On 6th April the 2015 CDM Regulations arrived.  For ground investigations, there is no further clarity on the applicability of CDM.  Ground investigation providing design data for a development/structure definitely falls under CDM.  However, does ground investigation which is not associated with a structure, i.e. for due diligence or environmental regulation purposes, fall under CDM?  This is a grey area.

HSE guidance L153 Section 2 states:

“construction work” means the carrying out of any … civil engineering … work and includes paragraph (b)): “the preparation for an intended structure, including … exploration, investigation (but not site survey) and excavation (but not pre-construction archaeological investigations),…”

Worst case this means that any excavation including trial pitting could be deemed to be ‘civil engineering’ under CDM, although it begs the question how different is a trial pit for contamination sampling compared to a pit for archaeological investigation, which is exempt?  Discussions with H&S specialists and with HSE inspectors on the applicability of CDM to ground investigations has indicated various interpretations, with specialists erring towards CDM applying, but an HSE inspector suggested that site investigation, not associated with a definite building or construction, would be classed as survey work. The interpretation hasn’t been tested legally either way.

Taking the ‘safe’ default position that an excavated  hole is ‘civil’ engineering’, that puts most ground investigations under CDM, although less stand-alone investigations would become notifiable projects under the raised  barrier of the 2015 Regs, i.e.  longer than 30 working days and have more than 20 workers simultaneously; or  exceed 500 person days.  The ‘Notifiable’ or not question has less impact in the 2015 Regs, as it is no longer triggers a different level of management.

As most geotechnical consultants and SI contractors do not usually adopt the role of CDM, the elimination of that role under CDM 2015 is not a direct impact.  However, now  that  effectively all CDM projects will likely have the architect or structural engineer as the principal designer, we should find that H&S coordination should happen much better up front at the investigation stage. This should be a bonus, especially for obtaining pre-works information.  The Principal Contractor (PC) and Contractor roles still exist under CDM 2015.  However, the PC role is NOT now triggered by the project being notifiable.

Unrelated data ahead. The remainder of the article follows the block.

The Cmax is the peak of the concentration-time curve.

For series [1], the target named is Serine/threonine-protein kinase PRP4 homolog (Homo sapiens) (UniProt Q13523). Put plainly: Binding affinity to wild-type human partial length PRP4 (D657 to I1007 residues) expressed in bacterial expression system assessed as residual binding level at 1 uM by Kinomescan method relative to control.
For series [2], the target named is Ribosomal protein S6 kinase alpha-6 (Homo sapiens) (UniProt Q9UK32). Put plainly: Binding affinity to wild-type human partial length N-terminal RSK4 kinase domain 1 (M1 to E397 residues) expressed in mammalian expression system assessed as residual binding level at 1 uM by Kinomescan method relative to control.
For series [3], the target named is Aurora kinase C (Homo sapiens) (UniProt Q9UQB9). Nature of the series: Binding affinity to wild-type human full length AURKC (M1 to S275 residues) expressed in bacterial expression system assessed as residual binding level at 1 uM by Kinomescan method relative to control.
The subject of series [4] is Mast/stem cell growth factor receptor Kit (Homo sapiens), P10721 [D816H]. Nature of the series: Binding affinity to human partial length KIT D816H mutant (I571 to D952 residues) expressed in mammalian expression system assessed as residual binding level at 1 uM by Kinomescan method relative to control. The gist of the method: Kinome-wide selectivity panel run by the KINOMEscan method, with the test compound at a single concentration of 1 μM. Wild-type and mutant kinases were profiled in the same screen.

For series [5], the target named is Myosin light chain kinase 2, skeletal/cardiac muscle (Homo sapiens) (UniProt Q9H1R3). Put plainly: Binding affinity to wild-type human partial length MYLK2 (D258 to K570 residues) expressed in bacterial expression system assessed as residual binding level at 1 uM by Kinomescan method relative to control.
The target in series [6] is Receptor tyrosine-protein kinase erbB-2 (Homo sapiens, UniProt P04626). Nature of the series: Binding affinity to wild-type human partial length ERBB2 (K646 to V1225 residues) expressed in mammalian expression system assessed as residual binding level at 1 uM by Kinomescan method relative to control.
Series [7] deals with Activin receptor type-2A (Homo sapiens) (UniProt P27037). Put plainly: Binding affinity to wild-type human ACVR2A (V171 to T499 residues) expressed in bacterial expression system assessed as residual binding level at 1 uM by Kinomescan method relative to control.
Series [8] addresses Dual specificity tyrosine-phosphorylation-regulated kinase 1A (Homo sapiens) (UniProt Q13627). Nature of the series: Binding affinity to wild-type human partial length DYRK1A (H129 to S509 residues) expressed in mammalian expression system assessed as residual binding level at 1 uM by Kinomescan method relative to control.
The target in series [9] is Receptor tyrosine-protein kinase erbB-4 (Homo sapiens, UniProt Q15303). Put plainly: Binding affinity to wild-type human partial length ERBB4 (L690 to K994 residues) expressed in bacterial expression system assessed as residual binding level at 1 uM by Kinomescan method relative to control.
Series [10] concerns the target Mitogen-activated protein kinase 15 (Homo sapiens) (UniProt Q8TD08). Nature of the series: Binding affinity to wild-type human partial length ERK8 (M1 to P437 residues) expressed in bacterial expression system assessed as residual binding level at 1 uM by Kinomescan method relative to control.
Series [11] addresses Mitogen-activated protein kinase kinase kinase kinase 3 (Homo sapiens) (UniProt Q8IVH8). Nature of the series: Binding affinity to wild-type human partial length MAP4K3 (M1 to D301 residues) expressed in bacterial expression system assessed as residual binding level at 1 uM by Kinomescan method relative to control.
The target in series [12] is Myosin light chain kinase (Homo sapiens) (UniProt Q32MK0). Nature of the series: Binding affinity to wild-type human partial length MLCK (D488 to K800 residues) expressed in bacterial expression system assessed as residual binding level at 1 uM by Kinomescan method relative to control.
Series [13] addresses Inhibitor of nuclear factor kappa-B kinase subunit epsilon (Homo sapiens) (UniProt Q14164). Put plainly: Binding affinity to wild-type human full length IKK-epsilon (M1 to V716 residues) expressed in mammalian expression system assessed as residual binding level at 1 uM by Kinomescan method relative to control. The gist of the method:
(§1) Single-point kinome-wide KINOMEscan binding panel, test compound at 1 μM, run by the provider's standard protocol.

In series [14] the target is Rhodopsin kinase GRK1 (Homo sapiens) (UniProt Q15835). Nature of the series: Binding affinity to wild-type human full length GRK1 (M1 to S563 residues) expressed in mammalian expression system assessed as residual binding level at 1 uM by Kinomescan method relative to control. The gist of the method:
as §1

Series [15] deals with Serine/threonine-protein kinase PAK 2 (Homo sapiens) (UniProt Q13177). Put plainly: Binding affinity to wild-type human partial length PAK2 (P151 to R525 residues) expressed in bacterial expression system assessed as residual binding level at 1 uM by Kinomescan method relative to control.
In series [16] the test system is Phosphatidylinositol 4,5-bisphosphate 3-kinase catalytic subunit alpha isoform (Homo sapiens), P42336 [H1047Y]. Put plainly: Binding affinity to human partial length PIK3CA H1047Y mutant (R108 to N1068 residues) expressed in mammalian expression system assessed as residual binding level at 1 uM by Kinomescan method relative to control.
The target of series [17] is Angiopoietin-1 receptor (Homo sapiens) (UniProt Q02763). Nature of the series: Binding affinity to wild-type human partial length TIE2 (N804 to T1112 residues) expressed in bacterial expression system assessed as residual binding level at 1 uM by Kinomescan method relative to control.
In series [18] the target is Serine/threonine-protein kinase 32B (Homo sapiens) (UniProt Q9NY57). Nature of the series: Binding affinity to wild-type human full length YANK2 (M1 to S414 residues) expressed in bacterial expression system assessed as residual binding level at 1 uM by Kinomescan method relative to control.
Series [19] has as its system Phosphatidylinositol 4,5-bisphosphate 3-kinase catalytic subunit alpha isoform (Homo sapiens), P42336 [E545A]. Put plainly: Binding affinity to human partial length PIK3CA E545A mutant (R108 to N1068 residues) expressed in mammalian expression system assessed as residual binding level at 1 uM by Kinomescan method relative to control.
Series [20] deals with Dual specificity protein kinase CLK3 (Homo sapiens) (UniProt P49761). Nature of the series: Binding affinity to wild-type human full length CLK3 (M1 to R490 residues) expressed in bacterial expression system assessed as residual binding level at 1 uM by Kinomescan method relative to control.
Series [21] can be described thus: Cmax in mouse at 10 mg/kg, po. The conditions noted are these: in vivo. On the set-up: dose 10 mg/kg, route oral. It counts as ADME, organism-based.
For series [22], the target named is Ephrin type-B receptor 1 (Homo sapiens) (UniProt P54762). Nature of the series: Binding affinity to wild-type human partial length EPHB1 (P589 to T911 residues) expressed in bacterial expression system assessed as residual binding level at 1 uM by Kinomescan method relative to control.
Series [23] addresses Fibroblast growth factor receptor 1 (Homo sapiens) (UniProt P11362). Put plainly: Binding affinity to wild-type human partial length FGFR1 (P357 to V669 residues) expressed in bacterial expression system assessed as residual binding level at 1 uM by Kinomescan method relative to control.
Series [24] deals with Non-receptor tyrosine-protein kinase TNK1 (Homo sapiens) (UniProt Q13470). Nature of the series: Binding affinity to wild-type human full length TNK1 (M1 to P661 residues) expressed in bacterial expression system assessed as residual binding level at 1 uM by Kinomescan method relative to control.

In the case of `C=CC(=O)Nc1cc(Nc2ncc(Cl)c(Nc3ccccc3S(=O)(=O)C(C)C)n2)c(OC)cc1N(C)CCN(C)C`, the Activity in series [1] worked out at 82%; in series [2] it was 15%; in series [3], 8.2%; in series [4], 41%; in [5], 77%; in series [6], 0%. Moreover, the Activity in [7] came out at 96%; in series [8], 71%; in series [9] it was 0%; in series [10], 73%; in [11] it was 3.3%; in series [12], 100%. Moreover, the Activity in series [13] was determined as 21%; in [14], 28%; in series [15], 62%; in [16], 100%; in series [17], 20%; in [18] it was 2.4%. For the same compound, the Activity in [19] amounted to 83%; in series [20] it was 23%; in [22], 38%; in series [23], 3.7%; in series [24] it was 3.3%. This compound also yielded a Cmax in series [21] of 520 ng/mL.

In many cases the company undertaking the ground investigation will be required to take on the role of PC, at least for the duration of the investigation, (assuming more than one trade involved). However, beware the situation with a domestic client, where the ground investigation contractor could also be taking on Client duties by default. In this situation, I suggest requesting such Clients to formally appoint the PD to perform the Client duties, for consistency across the project lifetime.  These clients are often building domestic basements and there are significant associated risks, which would benefit from a consistent and integrated approach to safety, without swapping of responsibilities between PCs as the project progresses.

The emphasis in the 2015 Regulations is that H&S planning is proportionate.  Therefore, whilst a construction phase plan (CPP) will be required for each investigation, it can be several paragraphs or several chapters, so long as it is specific, relevant and sufficient. CDM 2015 appears to see no place for excessive bureaucracy, but what can easily get missed is closing the information loop. Don’t forget the final investigation report will probably be required to form part of the H&S file for the site.

So having noted that above, what does CDM 2015 really mean in terms of changes?   Effectively, if site investigation works were being properly planned and managed before, then not a great deal. The message from CDM 2015, as I see it, is to integrate health and safety management so it is simple and keeps everything safe, and that compliance with the Regs is not an end in itself.

Reference: Ground Engineering, April 2015, Jo Strange